Tuesday, 14 July 2015

How to clarify a problem

How to clarify a problem

Have you sometimes tried to tackle a complex problem without being clear about what you’re doing? Unless you’re clear, you might even waste time on trying to fix the wrong problem, or you might tackle some apparent issue that is not a problem at all.

       If you’re embarking on some massive project such as a doctoral thesis, it’s essential that you spend time at the start, making sure you know exactly what you’re trying to resolve. You’ll usually be required to make a ‘Statement of the problem’.

       This initial clarification is one of the most critical steps in problem solving. It implies seeking to make the problem clear at the outset so that you know exactly what has to be resolved. You can then plan confidently how to resolve it. You won’t get far if you miss this important first stage.

The individual problem-solver will routinely seek to locate any gaps, disjunctions, incongruities, confusions, inconsistencies and irregularities in data that shows the nature of the problem. The early identification of a problem enables the thinker to assemble resources necessary to the further systematic elaboration of thinking. So, an ability to identify and define problems provides a focus for selecting and structuring the mental operations and processes that follow.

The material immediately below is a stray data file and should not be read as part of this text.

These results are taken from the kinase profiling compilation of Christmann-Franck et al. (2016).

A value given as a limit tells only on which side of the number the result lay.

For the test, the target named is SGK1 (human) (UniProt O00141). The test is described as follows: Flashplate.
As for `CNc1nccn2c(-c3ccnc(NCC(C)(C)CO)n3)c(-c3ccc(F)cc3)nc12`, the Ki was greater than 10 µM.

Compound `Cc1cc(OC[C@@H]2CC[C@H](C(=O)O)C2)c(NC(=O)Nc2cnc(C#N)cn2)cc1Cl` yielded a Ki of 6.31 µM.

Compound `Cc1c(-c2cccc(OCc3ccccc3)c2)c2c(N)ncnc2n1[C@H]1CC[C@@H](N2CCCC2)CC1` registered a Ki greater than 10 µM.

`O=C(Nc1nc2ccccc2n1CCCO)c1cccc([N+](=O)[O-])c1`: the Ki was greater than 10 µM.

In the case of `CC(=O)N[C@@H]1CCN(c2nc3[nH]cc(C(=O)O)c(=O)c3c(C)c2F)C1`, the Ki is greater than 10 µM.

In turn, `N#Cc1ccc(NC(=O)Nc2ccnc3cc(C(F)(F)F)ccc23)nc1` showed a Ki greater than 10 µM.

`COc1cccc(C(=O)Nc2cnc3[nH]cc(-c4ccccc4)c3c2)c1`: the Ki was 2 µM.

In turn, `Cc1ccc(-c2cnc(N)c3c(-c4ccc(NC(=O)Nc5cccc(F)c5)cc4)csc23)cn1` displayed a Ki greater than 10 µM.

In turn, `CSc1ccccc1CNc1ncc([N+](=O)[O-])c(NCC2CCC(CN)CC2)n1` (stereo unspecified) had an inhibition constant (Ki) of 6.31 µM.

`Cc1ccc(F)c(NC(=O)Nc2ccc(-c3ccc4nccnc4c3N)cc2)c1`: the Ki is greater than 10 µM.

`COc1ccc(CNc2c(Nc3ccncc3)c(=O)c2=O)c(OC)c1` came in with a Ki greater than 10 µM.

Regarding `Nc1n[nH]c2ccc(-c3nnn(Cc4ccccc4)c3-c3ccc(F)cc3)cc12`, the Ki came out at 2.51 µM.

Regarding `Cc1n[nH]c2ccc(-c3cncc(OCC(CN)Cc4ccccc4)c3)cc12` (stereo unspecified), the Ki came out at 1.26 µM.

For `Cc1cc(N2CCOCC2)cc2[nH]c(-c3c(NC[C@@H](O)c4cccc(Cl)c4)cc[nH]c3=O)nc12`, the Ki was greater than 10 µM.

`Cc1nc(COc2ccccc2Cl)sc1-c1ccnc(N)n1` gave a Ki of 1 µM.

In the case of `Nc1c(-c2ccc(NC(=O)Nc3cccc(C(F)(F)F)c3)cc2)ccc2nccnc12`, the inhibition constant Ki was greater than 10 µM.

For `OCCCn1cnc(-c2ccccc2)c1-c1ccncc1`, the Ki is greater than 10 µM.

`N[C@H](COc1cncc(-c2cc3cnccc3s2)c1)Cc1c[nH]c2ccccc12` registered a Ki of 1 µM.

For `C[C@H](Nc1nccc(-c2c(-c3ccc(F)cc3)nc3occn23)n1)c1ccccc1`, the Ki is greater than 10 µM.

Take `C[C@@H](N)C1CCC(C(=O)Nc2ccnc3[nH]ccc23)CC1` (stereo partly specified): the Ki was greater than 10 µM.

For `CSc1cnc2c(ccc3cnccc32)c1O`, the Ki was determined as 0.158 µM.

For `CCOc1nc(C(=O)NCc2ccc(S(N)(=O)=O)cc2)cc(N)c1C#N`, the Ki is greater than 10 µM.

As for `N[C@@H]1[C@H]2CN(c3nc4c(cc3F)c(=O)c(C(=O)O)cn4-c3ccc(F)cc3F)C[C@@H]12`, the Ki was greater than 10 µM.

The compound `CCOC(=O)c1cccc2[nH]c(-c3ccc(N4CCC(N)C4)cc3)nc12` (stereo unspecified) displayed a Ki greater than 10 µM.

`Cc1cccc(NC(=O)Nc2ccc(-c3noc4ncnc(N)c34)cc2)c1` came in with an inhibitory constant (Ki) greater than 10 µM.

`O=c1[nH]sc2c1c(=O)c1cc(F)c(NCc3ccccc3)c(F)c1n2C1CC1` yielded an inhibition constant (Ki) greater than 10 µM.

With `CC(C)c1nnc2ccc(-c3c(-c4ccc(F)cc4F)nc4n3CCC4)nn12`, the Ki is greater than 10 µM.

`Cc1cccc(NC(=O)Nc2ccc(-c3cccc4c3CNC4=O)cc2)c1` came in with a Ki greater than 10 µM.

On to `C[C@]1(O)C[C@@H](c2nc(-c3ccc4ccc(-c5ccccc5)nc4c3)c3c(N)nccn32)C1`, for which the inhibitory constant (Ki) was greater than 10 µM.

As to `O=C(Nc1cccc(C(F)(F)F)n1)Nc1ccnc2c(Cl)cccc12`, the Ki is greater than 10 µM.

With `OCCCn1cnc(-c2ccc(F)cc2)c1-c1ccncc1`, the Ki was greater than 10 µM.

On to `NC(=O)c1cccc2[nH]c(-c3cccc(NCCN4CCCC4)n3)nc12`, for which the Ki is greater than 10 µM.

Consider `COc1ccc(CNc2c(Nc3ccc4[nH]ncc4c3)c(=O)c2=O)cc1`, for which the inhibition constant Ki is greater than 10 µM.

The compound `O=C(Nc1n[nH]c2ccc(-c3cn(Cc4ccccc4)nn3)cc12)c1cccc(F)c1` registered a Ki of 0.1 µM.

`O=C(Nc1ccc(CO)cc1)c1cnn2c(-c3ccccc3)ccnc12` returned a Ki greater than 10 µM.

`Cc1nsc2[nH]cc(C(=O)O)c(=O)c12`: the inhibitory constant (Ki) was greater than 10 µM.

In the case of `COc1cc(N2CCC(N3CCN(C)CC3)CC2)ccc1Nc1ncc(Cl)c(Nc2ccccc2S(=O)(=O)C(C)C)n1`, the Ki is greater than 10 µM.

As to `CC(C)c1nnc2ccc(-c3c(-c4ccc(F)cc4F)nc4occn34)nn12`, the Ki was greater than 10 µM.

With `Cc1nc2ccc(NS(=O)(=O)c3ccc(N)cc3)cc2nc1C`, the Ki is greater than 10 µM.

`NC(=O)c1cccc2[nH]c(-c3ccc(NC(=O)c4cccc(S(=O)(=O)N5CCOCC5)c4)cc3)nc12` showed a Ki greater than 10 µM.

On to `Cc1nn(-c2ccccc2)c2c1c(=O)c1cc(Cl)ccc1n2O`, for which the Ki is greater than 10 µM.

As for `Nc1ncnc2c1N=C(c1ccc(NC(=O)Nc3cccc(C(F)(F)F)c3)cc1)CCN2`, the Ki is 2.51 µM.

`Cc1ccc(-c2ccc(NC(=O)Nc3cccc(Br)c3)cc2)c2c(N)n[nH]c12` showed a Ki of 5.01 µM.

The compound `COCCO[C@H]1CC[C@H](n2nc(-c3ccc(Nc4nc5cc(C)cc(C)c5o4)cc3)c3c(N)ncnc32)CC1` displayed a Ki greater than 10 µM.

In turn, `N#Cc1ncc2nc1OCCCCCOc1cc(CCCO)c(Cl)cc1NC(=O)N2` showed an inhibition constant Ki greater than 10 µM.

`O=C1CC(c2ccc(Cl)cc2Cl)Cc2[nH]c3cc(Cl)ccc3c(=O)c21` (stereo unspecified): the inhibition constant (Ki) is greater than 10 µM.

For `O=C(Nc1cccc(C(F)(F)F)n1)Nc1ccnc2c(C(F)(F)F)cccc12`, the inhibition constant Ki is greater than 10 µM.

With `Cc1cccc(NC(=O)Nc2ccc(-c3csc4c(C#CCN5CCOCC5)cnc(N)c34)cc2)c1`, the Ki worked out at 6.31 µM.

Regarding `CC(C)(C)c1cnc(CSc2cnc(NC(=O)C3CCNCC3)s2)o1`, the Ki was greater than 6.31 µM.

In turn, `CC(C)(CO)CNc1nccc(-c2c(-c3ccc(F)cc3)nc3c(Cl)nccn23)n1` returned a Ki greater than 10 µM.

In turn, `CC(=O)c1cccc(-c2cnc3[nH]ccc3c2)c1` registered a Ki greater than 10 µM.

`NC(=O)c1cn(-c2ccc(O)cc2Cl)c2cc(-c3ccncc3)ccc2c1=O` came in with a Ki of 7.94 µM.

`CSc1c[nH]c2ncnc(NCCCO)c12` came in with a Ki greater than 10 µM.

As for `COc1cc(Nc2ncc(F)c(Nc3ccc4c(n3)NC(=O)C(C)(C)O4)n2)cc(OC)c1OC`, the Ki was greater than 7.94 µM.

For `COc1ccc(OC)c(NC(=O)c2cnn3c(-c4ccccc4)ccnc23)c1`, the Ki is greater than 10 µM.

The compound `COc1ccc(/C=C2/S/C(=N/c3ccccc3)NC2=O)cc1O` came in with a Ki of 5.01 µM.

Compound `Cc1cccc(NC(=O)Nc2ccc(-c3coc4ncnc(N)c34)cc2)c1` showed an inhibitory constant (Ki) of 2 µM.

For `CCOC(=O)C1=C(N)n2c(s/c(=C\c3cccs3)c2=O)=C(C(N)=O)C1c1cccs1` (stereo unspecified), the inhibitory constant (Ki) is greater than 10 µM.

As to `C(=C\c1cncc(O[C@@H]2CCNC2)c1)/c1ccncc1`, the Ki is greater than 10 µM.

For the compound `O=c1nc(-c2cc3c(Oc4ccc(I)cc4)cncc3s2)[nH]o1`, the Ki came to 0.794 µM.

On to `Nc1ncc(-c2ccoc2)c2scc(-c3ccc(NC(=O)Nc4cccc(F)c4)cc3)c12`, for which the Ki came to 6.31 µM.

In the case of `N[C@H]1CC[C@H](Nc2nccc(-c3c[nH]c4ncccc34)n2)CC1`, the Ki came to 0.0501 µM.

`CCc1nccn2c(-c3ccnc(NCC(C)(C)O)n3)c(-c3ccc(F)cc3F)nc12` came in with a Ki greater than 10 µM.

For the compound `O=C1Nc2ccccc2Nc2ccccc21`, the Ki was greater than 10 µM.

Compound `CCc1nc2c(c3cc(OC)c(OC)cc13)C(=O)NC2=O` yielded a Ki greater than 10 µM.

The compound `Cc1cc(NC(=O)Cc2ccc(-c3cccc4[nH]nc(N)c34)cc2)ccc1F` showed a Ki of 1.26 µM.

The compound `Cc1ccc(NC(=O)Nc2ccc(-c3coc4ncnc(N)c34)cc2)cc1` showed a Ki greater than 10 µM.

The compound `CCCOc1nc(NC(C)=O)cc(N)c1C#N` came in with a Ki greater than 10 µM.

1.      Gain an understanding of the context and issues surrounding the problem.

2.      Get to the core issues and seek data relevant to them.

3.      Locate any gaps, disjunctions, incongruities, confusions, inconsistencies and irregularities in data that show the nature of the problem.

4.      Perhaps start with obvious incongruities when seeking information, but also seek obscure hints and clues where these present themselves as relevant.

5.      Describe the problem accurately, clearly and briefly. Determine the purpose and objectives that will help to guide the coming problem solving process.

6.      Clarify whether you should transform the objectives into criteria (questions) with which to evaluate any outcomes from the problem solving that is likely to follow.

7.      Once you have stated the correct problem clearly, get on with solving it. This means devising tentative solutions (hypotheses) you might try out, test or put into operation to see if they work. But don’t put this phase into operation until you know precisely what the problem is.

Perhaps practice by clarifying a typical problem relating to your health, clothing, home, personal security, family, social life, achievements, aspirations, occupation, vocation or profession.

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